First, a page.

5:35pm Thu 12 Dec 13

stickmanny says...

@mjd

You misunderstand! Gordon Brown is one of the neoliberal economists I was referring to. Labour is full of them, the Tories are neoliberals to a man.

How many had that 'economic wisdom' before the crash? A quick search will tell you that there were at most twelve of them. The others clung on to economic theory that says crashes are impossible and debt is not relevant in any economy.

My point is that the crash was not caused by any UK political party. Those that blame it on Labour or any other party are liars and they know they are.

Much of the blame falls on US bankers who lobbied vigorously in the 80s for repeal of the Glass Steagall Act, put in place after the Wall St crash of 1929. The Republicans permitted this repeal and here we are.

Now we have Boris telling us greed is good again. These people will never learn.
@mjd You misunderstand! Gordon Brown is one of the neoliberal economists I was referring to. Labour is full of them, the Tories are neoliberals to a man. How many had that 'economic wisdom' before the crash? A quick search will tell you that there were at most twelve of them. The others clung on to economic theory that says crashes are impossible and debt is not relevant in any economy. My point is that the crash was not caused by any UK political party. Those that blame it on Labour or any other party are liars and they know they are. Much of the blame falls on US bankers who lobbied vigorously in the 80s for repeal of the Glass Steagall Act, put in place after the Wall St crash of 1929. The Republicans permitted this repeal and here we are. Now we have Boris telling us greed is good again. These people will never learn. stickmanny

7:31pm Thu 12 Dec 13

mdj says...

'A quick search will tell you that there were at most twelve of them. ...'

Thirteen!
In 1986 the Halifax, still a plodding Building Society, offered me twice the loan I was asking for. I was in my first year of self-employment, with no accounts to show and a couple of rather dodgy endorsements from a friendly client.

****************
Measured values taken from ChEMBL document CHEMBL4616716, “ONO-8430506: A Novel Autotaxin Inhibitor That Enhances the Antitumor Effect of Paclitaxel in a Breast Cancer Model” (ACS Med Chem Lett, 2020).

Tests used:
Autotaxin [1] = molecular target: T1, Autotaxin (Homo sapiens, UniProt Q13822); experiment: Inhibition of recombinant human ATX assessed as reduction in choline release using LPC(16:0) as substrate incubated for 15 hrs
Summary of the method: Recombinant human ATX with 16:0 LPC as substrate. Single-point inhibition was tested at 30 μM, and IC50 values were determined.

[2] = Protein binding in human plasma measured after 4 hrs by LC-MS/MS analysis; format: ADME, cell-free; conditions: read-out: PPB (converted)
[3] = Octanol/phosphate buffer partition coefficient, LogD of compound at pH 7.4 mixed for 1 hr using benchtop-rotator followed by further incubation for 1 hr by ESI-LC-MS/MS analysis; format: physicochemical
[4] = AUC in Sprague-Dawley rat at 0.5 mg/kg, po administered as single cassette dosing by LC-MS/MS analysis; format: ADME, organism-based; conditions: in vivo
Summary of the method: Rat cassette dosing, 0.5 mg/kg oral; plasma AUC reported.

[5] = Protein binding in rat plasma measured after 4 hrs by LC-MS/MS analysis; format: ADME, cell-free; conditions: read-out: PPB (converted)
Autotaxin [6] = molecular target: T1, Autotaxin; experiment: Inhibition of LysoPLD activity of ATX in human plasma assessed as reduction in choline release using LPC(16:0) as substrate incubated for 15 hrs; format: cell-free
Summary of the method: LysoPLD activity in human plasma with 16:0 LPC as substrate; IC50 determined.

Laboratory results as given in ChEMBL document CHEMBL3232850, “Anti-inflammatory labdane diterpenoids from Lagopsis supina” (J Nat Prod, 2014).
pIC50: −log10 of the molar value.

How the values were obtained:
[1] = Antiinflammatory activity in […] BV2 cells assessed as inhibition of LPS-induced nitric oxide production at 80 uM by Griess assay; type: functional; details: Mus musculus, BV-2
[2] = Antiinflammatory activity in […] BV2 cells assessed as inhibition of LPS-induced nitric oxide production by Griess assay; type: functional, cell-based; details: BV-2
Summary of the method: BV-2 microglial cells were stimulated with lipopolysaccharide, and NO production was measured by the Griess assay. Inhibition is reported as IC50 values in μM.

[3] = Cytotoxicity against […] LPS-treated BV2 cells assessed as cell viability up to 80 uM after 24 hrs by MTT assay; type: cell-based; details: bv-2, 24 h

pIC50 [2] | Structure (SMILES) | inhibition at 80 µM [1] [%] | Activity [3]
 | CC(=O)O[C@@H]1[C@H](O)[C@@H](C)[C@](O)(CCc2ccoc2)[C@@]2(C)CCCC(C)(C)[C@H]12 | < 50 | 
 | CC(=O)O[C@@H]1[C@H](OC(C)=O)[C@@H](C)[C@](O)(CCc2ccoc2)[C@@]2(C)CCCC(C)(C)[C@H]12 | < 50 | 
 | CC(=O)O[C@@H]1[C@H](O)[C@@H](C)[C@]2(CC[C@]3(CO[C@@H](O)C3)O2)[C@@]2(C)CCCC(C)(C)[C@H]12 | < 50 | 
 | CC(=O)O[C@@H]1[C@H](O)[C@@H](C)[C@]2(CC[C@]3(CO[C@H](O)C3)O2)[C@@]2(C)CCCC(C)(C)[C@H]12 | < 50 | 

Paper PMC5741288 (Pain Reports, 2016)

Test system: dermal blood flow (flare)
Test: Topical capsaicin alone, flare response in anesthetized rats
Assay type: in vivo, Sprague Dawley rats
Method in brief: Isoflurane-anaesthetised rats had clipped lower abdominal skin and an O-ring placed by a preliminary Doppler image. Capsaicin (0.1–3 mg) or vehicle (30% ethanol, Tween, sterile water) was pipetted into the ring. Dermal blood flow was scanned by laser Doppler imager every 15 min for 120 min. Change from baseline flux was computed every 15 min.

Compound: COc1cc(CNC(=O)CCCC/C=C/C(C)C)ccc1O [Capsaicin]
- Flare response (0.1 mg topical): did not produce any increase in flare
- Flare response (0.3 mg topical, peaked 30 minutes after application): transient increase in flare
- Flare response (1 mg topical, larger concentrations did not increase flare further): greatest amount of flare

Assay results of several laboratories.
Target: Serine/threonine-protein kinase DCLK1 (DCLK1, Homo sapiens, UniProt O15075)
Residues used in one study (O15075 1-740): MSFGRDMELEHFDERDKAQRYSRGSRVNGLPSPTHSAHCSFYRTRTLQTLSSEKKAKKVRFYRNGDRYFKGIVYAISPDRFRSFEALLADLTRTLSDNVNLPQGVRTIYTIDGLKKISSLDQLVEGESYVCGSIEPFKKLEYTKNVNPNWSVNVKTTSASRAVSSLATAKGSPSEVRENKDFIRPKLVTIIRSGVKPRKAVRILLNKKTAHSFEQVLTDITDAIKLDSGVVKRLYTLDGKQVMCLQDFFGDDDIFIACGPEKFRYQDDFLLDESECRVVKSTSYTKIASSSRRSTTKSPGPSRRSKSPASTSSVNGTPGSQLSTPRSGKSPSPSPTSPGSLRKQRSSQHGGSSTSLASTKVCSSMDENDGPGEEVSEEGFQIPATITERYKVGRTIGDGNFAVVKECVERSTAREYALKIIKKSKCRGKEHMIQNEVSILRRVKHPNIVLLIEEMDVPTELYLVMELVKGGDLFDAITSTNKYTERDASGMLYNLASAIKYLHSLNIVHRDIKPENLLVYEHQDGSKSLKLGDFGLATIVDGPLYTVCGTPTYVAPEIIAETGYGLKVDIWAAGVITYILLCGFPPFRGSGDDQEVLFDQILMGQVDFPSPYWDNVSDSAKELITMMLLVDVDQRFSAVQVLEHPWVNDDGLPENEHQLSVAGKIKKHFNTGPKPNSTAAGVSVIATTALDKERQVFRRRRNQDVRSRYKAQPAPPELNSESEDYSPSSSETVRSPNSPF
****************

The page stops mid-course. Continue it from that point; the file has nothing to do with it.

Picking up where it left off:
I refused it, and told them they were being irresponsible. More fool me , in retrospect; but interest rates were 10% at the time, so it wasn't cheap money I was passing up.

It was clear that a general culture change was setting in, insulated from any sense of danger by a generation of prosperity. Naming guilty individuals becomes a bit pointless in the middle of a Tulip Mania.
I've been waiting for the mega-crash ever since. I'd say we're only half-way into it at present.
All parties are guilty, as you say. But other globalised countries such as Australia, Canada and Norway insulated their economies much more successfully from the bigger insanities of the casino culture. Ours could have done the same.
To be fair, the free-market and contrarian Money Week was forecasting doom for years before 2008. You didn't have to be marxist to be horrified at the impending mess.
What happens next? Well, the way we have been surrendering control of our key economic assets and decision making to foreign entities indicates a sort of quiet despair on the part of our rulers - unless they simply really are cheaply bought.
'A quick search will tell you that there were at most twelve of them. ...' Thirteen! In 1986 the Halifax, still a plodding Building Society, offered me twice the loan I was asking for. I was in my first year of self-employment, with no accounts to show and a couple of rather dodgy endorsements from a friendly client. I refused it, and told them they were being irresponsible. More fool me , in retrospect; but interest rates were 10% at the time, so it wasn't cheap money I was passing up. It was clear that a general culture change was setting in, insulated from any sense of danger by a generation of prosperity. Naming guilty individuals becomes a bit pointless in the middle of a Tulip Mania. I've been waiting for the mega-crash ever since. I'd say we're only half-way into it at present. All parties are guilty, as you say. But other globalised countries such as Australia, Canada and Norway insulated their economies much more successfully from the bigger insanities of the casino culture. Ours could have done the same. To be fair, the free-market and contrarian Money Week was forecasting doom for years before 2008. You didn't have to be marxist to be horrified at the impending mess. What happens next? Well, the way we have been surrendering control of our key economic assets and decision making to foreign entities indicates a sort of quiet despair on the part of our rulers - unless they simply really are cheaply bought. mdj